Every road, mine and yours, must and will meander with bumps and adversity as necessity- how dull a straight line road is! But I have this moment to savor and if I might do that, it is a life well lived day by day. 

Be kind to yourself. Protect and nurture yourself. Seek help freely when needed- as freely as you would help another now. You and your marriage deserves no less; our best is Now: In each breath, each heart beat, our new organ rests, thrives and grows hand-in-hand with us, content to dwell in such a lovely home. 

We may now Relive with all the loveliness of what we were in union with what we know we wish to be.

My Love to You,

Trent Ford 

OVERVIEW:

Disclaimer: Please always follow and seek the advice of your transplant team, primary care physician or qualified health care provider.

LIVER TRANSPLANT SURGERY RECOVERY:

Once your operation is complete, you will be brought back to the surgical intensive care unit (ICU). The nurses and doctors will closely monitor your liver function, vitals and medication levels, and watch for signs and symptoms of infection, rejection, or other issues. Patients are kept on a ventilator until fully conscious and able to breathe on their own. Immunosuppressive medications are started early after transplantation (such as Mycophenolate mofetil, Tacrolimus and Prednisone- please see Glossary of Terms). If there are no complications and liver function is stable, most patients remain in the ICU for 2 to 5 days before being transferred to a step down unit.

A patient's condition and overall health pre-transplant often determines the length of time spent in the hospital post-transplant. Patients usually stay in the hospital for a couple weeks after the procedure. Some patients require more time to recover and may need to be transferred to a rehabilitation facility, to regain physical strength before returning home. After surgery, your bowels will take a few days to wake up and begin working again. You will begin drinking liquids once you pass the swallow test and slowly reintroduce solid foods. Dialysis may be required for a period of time after the procedure. In the first week or so post-transplant, the steroids administered can cause confusion, mood disturbances and manic states, which improves over time as the dosage is reduced. Taste buds might be affected too, but this is temporary.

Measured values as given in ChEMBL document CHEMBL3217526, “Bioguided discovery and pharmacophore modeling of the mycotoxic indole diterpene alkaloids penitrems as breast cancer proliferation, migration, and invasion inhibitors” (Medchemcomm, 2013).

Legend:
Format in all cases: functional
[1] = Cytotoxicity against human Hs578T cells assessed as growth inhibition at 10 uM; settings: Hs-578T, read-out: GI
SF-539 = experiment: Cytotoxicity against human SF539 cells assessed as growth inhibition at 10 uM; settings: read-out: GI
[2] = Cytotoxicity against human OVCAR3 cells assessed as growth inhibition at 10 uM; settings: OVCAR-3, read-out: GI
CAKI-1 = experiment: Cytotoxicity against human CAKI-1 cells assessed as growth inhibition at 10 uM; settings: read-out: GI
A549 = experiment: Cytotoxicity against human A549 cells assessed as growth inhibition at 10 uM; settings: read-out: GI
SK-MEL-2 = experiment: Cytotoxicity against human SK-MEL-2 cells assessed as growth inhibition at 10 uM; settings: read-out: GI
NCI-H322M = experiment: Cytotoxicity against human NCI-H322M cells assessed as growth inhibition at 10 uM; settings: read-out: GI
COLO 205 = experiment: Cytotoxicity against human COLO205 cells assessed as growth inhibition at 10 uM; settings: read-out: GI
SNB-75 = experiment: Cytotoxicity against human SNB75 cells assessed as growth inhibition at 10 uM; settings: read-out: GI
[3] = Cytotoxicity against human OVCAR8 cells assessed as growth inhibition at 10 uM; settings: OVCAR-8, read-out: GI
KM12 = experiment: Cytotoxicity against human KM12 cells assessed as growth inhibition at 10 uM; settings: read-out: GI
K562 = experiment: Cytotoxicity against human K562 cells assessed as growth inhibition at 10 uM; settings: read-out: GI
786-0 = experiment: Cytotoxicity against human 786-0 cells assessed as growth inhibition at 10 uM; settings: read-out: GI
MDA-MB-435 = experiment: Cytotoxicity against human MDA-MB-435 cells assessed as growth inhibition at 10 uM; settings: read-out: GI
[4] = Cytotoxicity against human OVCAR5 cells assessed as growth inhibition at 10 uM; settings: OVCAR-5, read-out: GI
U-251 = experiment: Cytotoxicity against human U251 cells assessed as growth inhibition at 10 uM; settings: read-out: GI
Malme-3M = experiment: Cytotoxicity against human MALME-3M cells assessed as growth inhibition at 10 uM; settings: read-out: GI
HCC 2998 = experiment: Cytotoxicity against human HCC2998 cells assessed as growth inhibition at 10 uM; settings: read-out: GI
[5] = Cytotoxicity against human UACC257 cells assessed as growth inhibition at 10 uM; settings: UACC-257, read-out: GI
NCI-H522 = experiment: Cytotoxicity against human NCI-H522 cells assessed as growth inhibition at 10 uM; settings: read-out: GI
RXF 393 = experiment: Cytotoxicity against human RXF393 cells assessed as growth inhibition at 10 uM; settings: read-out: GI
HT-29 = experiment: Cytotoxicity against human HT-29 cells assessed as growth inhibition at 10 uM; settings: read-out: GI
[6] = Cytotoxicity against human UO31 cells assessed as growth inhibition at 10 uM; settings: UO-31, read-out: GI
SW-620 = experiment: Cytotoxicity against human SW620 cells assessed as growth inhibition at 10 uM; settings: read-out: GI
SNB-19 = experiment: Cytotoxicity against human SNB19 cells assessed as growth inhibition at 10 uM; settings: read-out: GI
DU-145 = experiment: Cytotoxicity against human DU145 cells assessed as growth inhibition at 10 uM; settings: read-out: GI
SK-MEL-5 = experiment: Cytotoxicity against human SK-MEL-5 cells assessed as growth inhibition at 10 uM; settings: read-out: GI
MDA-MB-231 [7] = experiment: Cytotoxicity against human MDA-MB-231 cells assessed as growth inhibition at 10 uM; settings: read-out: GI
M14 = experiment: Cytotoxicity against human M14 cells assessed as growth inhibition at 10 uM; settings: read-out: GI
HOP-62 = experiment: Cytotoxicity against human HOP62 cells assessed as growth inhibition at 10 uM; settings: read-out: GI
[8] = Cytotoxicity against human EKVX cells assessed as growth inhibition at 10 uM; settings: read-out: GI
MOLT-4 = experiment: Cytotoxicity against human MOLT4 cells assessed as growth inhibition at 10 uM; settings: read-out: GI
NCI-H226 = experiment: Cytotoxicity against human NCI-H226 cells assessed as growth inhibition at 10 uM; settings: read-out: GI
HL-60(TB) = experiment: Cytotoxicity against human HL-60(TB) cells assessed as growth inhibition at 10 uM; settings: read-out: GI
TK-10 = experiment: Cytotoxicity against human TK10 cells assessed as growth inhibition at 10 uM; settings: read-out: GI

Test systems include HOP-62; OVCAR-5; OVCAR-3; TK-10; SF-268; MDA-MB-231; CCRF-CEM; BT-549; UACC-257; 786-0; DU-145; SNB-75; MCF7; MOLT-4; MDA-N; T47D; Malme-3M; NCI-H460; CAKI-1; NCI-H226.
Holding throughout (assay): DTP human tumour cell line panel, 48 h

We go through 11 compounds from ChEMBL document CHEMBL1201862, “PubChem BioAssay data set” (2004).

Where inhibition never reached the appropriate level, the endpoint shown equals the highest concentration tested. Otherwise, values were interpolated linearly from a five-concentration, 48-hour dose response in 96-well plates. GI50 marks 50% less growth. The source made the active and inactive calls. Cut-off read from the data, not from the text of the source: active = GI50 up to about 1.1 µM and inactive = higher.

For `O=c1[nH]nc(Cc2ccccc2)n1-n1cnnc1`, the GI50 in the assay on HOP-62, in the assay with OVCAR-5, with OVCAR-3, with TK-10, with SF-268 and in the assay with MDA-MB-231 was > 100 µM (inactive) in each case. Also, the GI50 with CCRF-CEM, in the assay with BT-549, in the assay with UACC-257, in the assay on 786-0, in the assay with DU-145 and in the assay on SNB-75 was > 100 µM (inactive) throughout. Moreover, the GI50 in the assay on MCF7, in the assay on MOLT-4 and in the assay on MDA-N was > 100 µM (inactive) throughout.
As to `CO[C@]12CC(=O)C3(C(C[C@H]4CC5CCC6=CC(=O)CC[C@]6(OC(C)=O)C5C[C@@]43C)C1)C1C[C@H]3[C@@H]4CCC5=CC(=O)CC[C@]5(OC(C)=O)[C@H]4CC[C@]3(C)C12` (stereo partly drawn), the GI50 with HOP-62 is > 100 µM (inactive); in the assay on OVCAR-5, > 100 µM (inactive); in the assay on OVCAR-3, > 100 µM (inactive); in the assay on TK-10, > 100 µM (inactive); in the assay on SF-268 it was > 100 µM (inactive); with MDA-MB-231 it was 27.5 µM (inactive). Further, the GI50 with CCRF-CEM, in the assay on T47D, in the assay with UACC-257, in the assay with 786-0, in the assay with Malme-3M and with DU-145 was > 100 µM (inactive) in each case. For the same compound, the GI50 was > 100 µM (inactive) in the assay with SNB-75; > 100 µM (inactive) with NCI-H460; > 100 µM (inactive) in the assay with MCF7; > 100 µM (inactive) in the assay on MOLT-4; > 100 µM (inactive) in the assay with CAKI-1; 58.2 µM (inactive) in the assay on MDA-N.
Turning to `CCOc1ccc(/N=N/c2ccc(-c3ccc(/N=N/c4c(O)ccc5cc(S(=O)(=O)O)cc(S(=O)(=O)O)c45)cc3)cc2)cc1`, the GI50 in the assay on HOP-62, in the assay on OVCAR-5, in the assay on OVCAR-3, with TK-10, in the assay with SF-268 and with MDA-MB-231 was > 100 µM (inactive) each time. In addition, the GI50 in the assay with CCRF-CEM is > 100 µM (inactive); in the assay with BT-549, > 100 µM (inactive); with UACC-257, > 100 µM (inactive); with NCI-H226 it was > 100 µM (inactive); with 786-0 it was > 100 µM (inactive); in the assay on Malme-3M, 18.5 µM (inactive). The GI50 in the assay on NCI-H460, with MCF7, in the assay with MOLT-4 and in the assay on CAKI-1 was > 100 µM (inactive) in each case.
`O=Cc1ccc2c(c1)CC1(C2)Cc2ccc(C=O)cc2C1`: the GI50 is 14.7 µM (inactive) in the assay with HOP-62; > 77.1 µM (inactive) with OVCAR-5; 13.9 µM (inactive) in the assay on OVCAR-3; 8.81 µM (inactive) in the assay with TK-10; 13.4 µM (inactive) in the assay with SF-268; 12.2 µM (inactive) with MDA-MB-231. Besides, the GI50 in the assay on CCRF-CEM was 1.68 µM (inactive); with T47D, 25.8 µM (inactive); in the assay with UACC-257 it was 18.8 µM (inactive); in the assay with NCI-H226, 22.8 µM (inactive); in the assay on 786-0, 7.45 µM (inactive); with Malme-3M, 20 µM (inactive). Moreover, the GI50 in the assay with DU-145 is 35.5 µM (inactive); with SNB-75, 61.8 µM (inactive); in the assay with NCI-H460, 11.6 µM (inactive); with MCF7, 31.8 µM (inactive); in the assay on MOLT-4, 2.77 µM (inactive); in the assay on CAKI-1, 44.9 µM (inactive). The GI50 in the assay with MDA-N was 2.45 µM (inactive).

This time spent in the hospital may be trying and seem a bit excessive, but again, it is imperative to understand that the transplant team wants to achieve the best long-term outcome for you possible. These precious early days are crucial to a successful recovery.

(An important note for Caregivers: Don't take it personally if your loved one behaves differently towards you, or if it's hard to communicate during this time- their body endured a major operation, received a beautiful new liver and is adjusting to all of the new medications in their system. It's a very emotional, overwhelming and joyous time for all. Encouragement, love and positivity helps patients immensely at this stage. Be kind to one another. Remember to hydrate, eat healthy and get rest when you can. You will need your energy when they come home! Also, it's a good idea to hold onto your loved one's wallet- it's not uncommon for patients to make interesting online purchases at this stage..!)

THE RUN UP TO DISCHARGE:

Your transplant team will support you- they will teach you and your caregivers how to take care of your new liver. They will help coordinate your discharge and home care needs. Before being discharged from the hospital, you will go through extensive teaching regarding medications, diet and physical activities.​ Local housing will be required for up to 3 months for those living a far distance from their transplant center, to stay close following transplant.  

THE TRANSITION FROM INPATIENT TO OUTPATIENT:

  • Physical therapy (PT) to assess and develop/regain strength.

  • Occupational therapy (OT) to address how you will get dressed, bathe, get around your home- will you need a walker? A shower stool? Are there stairs?

  •  Dietitian will outline (in great detail) an ideal post-transplant diet and foods you must limit and/or absolutely avoid.

  • Pharmacist will walk you through all of your new medications, as well as how often and when to take them.

  • You will be given specific instructions about the schedule for blood work and follow-up clinic visits.

  • You will receive important information regarding when and how to notify your transplant team if any emergencies or signs of infection or rejection occur.